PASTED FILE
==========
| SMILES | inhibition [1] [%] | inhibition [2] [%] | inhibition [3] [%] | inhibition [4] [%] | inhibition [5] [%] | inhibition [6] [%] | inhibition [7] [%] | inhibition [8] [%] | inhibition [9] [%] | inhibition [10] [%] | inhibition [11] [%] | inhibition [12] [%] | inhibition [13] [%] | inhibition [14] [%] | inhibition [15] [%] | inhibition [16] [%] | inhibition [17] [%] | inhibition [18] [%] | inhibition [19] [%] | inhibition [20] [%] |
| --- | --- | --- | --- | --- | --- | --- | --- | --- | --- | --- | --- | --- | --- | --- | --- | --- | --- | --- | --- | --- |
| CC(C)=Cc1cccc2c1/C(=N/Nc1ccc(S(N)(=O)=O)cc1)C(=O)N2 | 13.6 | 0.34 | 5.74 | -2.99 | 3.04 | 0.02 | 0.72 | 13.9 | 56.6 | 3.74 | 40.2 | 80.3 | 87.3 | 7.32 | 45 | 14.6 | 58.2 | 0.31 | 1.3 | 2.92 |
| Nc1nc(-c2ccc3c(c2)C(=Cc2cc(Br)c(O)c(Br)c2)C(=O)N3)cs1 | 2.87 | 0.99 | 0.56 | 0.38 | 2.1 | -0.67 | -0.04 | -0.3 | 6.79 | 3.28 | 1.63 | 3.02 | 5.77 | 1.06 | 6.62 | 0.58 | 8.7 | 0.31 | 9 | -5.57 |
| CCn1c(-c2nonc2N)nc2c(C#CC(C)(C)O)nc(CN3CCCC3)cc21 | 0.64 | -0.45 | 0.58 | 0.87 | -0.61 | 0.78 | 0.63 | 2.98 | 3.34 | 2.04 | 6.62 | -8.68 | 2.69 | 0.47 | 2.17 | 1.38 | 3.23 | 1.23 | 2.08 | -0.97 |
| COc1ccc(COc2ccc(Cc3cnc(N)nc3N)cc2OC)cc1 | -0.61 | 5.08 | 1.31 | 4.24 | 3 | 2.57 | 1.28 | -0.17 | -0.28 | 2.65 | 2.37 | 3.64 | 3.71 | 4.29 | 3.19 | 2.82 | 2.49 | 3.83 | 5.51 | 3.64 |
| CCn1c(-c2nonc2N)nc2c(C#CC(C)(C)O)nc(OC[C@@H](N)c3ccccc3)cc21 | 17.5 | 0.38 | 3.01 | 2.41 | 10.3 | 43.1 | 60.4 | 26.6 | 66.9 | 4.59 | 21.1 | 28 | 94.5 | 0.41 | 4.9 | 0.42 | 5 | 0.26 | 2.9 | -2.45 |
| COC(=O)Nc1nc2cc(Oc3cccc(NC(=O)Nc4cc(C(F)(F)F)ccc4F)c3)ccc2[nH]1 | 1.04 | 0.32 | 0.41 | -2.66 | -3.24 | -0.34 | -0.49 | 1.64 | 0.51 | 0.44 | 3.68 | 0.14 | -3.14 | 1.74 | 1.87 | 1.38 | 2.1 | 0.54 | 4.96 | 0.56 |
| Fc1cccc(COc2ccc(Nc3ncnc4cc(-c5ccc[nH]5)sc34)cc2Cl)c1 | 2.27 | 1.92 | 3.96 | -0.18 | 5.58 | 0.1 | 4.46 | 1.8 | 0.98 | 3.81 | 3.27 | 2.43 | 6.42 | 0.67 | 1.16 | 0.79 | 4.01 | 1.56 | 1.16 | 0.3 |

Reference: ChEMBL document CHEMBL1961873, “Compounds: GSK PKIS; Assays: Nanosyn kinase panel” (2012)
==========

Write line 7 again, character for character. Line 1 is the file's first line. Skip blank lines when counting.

| CCn1c(-c2nonc2N)nc2c(C#CC(C)(C)O)nc(OC[C@@H](N)c3ccccc3)cc21 | 17.5 | 0.38 | 3.01 | 2.41 | 10.3 | 43.1 | 60.4 | 26.6 | 66.9 | 4.59 | 21.1 | 28 | 94.5 | 0.41 | 4.9 | 0.42 | 5 | 0.26 | 2.9 | -2.45 |